Motion controls inside Cirque du Soleil’s KÀ

Application Update: Motion control with instantaneous redundancy backup propels the Cirque du Soleil production of KÀ, at the MGM Grand Hotel & Casino, Las Vegas. The production includes a 140-ton stage that rises from below ground level, tilts 180 degrees, and rotates 360, while acrobatic actors fly, flip, dance, climb, fight, fall, and operate puppets while the stage is in various positions from horizontal to vertical.

By Mark T. Hoske June 22, 2015

The Cirque du Soleil production of KÀ at the MGM Grand Hotel & Casino, Las Vegas, has motion controls with instantaneous redundancy backup to propel the a 140-ton stage that rises from below ground level, tilts 180-deg and rotates 360 while acrobatic actors fly, flip, dance, climb, fight, fall, and clown over and around it, still and in motion from horizontal to vertical. The stage has about 30 moves per show and has performed reliably since a 2007 motion control retrofit. See related article, "Poetry in Motion," linked at bottom.

Ian Hall, product and application consulting director, Siemens Industry Inc., Digital Factory Division, explained that Siemens consulted with MGM after the show missed several performances because of lack of system redundancies. Also, brake maintenance was high, with the first system, which also didn’t include speed control. 

Production, retrofit details

Hall offered the following details about the production and motion control retrofit.

– Cast is more than 300; 80 artists appear on stage; about 80 more work behind the scenes.

– With the stage near vertical, 80 pegs emerge in various locations, using proximity sensors to avoid human contact while emerging or disappearing, synchronized to provide the allusion of warriors fighting on a cliff.

– A projection screen makes the surface a touch sensor for some scenes, reacting with ripples of light to actors’ feet and simulating arrow strikes.

– McLaren Engineering did the original design, including hydraulics with 4,000 gallons of vegetable oil (now mineral oil is used).

– The platform moves 70 ft at 2 ft/sec, using 4 hydraulic cylinders with a 70-ft stroke. Downward speed is limited to 1 ft/sec for safety. Five 250 hp pumps feed the piston accumulators that produce 6,000 hp. The pumps, running at 1,500 psi, and accumulators are about 1000 m away from the stage, feeding the hydraulic cylinders via pipes at 770 psi pressure.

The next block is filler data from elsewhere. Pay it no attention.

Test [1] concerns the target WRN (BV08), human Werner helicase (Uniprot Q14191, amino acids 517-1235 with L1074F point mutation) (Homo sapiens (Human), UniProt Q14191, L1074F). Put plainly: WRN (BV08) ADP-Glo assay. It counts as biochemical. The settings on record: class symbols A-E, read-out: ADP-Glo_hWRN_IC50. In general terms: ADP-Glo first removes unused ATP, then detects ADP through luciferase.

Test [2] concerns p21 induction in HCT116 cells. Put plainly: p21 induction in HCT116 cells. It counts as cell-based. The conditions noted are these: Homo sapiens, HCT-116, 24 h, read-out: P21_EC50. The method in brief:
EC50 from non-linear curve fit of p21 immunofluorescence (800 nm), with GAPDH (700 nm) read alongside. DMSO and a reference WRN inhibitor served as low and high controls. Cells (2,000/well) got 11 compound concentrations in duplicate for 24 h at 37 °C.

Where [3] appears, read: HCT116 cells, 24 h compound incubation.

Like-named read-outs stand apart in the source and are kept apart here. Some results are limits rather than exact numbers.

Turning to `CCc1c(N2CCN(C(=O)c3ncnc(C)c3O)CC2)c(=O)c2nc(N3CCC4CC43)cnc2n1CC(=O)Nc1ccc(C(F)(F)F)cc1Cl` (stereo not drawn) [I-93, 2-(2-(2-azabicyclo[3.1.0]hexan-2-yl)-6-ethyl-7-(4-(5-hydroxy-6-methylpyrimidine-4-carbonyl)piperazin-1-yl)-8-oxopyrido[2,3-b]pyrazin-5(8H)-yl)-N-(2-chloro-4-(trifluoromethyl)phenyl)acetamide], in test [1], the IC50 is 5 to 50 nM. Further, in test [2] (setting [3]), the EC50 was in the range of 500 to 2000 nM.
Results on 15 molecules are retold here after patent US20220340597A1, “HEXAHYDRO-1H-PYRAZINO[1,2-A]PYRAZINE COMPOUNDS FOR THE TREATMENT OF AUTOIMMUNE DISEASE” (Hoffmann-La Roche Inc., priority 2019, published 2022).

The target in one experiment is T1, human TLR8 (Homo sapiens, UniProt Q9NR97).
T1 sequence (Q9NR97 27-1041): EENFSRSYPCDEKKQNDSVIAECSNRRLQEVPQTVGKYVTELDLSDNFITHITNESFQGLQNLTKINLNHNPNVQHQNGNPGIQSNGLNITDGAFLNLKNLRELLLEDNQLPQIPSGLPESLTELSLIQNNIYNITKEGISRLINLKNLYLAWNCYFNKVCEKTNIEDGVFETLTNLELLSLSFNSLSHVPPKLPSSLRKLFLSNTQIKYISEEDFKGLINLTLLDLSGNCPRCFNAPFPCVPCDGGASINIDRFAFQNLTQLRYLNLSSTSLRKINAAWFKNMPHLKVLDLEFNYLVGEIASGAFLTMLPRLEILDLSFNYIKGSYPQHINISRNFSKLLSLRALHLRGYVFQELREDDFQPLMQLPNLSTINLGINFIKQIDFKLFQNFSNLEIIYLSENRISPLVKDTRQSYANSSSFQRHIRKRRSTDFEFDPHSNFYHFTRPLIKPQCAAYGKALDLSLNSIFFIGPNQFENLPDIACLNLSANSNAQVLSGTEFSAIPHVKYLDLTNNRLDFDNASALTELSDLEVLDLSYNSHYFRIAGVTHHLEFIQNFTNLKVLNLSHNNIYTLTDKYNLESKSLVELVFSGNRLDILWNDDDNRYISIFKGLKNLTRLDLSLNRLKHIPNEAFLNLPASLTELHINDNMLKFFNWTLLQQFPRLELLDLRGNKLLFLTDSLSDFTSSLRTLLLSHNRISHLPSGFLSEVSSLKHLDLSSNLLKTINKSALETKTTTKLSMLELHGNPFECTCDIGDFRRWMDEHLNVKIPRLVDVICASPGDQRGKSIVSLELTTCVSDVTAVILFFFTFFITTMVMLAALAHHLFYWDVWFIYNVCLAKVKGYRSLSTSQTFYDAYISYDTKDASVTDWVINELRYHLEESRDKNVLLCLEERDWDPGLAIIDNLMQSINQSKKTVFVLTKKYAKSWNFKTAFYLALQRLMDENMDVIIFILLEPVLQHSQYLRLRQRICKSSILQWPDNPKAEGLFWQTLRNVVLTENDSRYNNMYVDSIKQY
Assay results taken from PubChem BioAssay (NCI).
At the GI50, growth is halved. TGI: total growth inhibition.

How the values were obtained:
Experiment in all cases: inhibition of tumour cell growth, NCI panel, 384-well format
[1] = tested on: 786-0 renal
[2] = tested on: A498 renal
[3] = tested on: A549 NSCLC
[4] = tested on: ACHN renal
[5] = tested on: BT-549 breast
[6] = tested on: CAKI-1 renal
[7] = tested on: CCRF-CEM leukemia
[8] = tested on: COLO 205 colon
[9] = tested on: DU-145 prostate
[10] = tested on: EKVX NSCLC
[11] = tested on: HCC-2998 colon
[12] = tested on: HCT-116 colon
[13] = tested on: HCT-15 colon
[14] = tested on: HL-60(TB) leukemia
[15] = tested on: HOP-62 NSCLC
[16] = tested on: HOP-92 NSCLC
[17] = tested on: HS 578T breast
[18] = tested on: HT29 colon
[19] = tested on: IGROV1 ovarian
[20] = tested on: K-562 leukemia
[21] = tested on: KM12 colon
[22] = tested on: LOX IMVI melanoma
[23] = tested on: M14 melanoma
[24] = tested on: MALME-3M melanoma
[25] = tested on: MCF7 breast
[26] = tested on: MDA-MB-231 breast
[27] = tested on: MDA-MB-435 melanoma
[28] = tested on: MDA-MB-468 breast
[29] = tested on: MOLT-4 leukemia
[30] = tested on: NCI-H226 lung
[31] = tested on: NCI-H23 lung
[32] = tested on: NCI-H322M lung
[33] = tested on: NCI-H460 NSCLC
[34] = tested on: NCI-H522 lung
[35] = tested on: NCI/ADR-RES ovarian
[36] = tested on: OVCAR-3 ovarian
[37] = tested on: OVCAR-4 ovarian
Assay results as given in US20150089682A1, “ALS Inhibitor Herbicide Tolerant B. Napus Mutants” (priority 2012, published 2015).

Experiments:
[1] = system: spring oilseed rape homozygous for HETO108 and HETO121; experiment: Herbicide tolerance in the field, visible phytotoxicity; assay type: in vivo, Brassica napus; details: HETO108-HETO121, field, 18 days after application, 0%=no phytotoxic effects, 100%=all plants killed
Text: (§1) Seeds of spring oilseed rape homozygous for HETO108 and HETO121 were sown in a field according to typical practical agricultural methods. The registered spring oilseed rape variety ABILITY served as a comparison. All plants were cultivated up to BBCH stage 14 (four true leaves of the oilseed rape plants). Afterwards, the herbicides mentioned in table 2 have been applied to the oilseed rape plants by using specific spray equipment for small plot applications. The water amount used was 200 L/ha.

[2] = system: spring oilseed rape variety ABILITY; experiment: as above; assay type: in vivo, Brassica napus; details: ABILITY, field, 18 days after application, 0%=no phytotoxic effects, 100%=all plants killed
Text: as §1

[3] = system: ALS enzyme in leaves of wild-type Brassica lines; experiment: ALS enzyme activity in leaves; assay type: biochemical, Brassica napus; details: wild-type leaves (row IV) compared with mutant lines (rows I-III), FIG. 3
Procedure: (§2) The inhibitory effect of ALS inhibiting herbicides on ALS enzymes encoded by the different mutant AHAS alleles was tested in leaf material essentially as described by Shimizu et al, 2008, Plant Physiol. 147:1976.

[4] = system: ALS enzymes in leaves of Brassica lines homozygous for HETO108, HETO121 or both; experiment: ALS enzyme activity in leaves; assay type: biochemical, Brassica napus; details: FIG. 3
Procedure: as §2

– The original design had perhaps 30 single points of failure, including encoders and controllers. Brake maintenance was high, since brakes were used at every stop, about 30 per show, two shows per day. Move commands required 16 seconds of lead time because brakes had to disengage and pumps had to increase pressure. Left to right balance wasn’t always stable. Several shows were lost from system failure using the first design. More redundancy was needed.

– The automation vendor provided project management and engineering support for the retrofit and motion system upgrade, over a year and a half, with most work during schedule shutdowns. Study began in 2005. In 2007 the solution was implemented and the production had two control systems until the new one was ready, tested, and approved.

– New system has only one or two single points of failure (including hydraulic servo control valves).

– The motion controller voting system uses a plausibility test for each move to ensure controllers agree that a move should be made.

– In the new design, brakes are only engaged once. Hydraulic pressure control maintains position control, keeping the stage in position design actors’ weight and action.

– Instead of a 16-second cycle, closed-loop position control provides a response rate measured in milliseconds.

– A Profibus network is used for motion control; an Ethernet network mirrors communications and serves as a backup. Profibus is represented by PI North America. 

– Smoothness of ride was notable after national frequency of the stage and non-linear nature of the application were taken into account by applying filtering and tuning optimization. (Taller column of fluid created more bounce.)

– Programmed speed override is possible if a timing adjustment is needed. Full reset takes 20 seconds and left to right balance is within one-half inch.

– Mark T. Hoske, content manager, CFE Media, Control Engineering,

Key concepts

  • A retrofit motion control project to create instantaneous redundancy backups for the Cirque du Soleil production of KÀ, at the MGM Grand Hotel & Casino, Las Vegas, has performed reliably since its 2007 installation.
  • The production includes a 140-ton stage that rises from below ground level, tilts 180 degrees, and rotates 360 degrees.
  • The automation vendor served as the primary contractor on the retrofit project.

Consider this

How could a motion control retrofit provide greater reliability through redundancy, smoother movements, and precise position control to an existing application? 

ONLINE extra

Siemens’ 2015 Automation Summit — A User Conference in Las Vegas starts Monday night. Learn more about the event. (PI North America) 

Siemens has a PDF about the motion control retrofit for MGM Grand’s Cirque du Soleil production of KÀ

For more details about Cirque du Soleil production of KÀ and motion control used at MGM Grand, see the 2007 Control Engineering article, "Poetry in Motion," linked below. 

Author Bio: Mark Hoske has been Control Engineering editor/content manager since 1994 and in a leadership role since 1999, covering all major areas: control systems, networking and information systems, control equipment and energy, and system integration, everything that comprises or facilitates the control loop. He has been writing about technology since 1987, writing professionally since 1982, and has a Bachelor of Science in Journalism degree from UW-Madison.